GE today announced it has successfully developed and delivered a 6 kW prototype of a Solid Oxide Fuel Cell (SOFC) system to the U.S. Department of Energy (DOE)/National Energy Technology Laboratory (NETL) for testing as part of a multi-year research program under the Department’s Solid State Energy Conversion Alliance (SECA) Coal-Based Systems program.
The delivered prototype exceeds DOE’s key performance specifications for both efficiency and potential for low cost and represents a major step forward in providing the SOFC technology required for large scale, commercially viable SOFC products for power generation. The prototype achieved an efficiency of 49%, which is well above the minimum requirement of 35% set forth in the program. The development of this prototype is part of a 10-year, three-phase program with DOE/NETL to build a highly efficient, multi-megawatt SOFC-based power system operating on coal. This system has the potential to achieve dramatically reduced emissions and close to 50% efficiency from coal. This would far surpass the 35% efficiency that can be achieved in a typical conventional pulverized coal-fired power plant today.
Because SOFCs provide a continuous flow of power, operate at high temperatures and have multi-fuel capabilities, they can greatly enhance energy efficiency in power generation. And since fuel cells are a virtually combustion- and NOx-free power source, they also can vastly improve environmental performance.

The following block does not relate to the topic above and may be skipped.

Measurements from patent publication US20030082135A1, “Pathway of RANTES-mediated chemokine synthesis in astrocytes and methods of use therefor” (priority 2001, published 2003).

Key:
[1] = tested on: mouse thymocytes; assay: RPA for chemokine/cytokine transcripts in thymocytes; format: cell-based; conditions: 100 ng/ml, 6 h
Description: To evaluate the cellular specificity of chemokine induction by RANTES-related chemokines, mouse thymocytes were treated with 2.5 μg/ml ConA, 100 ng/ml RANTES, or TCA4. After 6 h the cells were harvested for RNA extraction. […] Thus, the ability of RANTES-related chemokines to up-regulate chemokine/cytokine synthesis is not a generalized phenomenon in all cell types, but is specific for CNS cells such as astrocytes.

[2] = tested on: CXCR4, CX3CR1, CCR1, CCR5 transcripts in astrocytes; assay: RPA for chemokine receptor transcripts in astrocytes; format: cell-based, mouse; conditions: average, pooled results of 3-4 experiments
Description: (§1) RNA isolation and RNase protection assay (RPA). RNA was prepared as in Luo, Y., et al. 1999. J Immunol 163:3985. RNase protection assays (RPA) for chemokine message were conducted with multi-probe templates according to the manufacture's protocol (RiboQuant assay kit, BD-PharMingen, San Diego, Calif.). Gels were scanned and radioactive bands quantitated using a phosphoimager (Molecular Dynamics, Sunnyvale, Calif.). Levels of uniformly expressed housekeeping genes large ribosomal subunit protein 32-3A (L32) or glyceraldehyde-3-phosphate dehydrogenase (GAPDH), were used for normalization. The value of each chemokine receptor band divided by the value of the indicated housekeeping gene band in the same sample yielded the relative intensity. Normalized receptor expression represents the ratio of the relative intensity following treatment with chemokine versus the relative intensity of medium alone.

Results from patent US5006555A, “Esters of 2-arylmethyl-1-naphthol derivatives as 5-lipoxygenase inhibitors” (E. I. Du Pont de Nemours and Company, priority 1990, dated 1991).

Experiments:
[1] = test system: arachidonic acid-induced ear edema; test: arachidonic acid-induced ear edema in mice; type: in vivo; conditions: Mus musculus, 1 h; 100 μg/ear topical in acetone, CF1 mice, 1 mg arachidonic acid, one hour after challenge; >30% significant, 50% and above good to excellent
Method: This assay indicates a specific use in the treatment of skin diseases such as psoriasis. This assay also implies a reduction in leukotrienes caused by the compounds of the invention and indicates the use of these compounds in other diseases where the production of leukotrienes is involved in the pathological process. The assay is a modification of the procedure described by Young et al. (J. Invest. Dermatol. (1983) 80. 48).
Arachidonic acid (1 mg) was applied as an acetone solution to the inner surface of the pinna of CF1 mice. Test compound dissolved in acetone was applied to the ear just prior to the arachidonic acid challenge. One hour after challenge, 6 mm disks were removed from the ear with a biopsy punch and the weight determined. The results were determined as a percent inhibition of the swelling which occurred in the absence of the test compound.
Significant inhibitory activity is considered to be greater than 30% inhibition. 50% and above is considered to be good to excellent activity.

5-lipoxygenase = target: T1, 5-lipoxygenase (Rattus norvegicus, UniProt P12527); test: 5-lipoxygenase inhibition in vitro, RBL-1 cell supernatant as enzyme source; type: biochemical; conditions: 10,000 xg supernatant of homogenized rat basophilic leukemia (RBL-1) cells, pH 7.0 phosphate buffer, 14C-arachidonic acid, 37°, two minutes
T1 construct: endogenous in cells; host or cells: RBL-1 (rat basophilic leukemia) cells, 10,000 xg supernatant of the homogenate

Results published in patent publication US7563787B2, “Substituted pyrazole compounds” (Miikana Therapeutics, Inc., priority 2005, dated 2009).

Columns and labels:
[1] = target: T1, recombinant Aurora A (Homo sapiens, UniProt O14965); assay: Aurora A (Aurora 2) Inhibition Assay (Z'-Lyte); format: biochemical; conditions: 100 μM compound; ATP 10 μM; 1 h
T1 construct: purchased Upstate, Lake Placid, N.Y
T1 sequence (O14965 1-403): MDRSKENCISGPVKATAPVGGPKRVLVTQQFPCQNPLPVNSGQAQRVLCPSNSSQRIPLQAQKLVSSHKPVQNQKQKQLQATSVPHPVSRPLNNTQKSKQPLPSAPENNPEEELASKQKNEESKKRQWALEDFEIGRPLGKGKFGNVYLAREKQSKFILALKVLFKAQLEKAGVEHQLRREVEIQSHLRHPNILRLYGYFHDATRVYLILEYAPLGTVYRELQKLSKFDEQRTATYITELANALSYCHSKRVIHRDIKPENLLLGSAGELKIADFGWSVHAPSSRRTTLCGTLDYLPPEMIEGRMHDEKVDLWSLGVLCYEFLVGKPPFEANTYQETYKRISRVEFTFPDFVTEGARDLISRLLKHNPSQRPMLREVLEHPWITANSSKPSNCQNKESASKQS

As part of its partnership with DOE, GE will design an integrated gasification fuel cell (IGFC) system that incorporates a hybrid SOFC/gas turbine (see previous post for description of a similar system) as the primary power generation unit and demonstrate a proof-of-concept system.
SECA is an alliance of industry groups who individually plan to commercialize SOFC systems for pre-defined markets; research and development institutions involved in solid-state development activities; and government organizations that provide funding and management for the program. The SECA alliance was formed to accelerate the commercial readiness of SOFCs in the 3 kW to 10 kW for use in stationary, transportation, and military applications.
SECA Industry Team participants Delphi and GE have made significant advances in the reduction of solid oxide fuel cell (SOFC) stack costs, surpassing the SECA target for 2006. The estimated costs were $294/kW for a 4.24kW Delphi system; and $254/kW for a 5.4kW GE system. Both teams easily bettered the GPRA SECA goal of <$300/kW. Meeting this latest target puts both Delphi and GE on track towards meeting the SECA goal of <$400/kW system cost.
"At $400 per kilowatt-the SECA phase III target, and nearly one-tenth the cost of power-generating fuel cells currently sold on the market-fuel cells would compete with traditional gas turbine and diesel electricity generators for stationary applications, and would become viable auxiliary power suppliers for the transportation sector." said SECA Project Manager Travis Shultz.
Current Industrial Teams in the SECA program are:
- Acumentrics – 10 kW tubular SOFC power generation system
- Cummins Power Generation (with SOFCo) – 10 kW SOFC net generator system for recreational vehicles, commercial vehicles, and telcommunications emergency power
- Delphi Automotive Systems (with Battelle) – 5 kW planar SOFC for distributed generation systems and automotive auxiliary power units
- FuelCell Energy (with Versa Power Systems, Gas Technology Institute, Materials and Systems Research, Inc., University of Utah and Dana) – 3-10 kW planar SOFC power generation system
- General Electric Power Systems – 3 kW to 10 kW SOFC system
- Siemens Westinghouse Power Corporation – 7kW to 10 kW SOFC combined heat and power system for residential applications and a 3 kW to 10 kW SOFC auxiliary power unit for transportation applications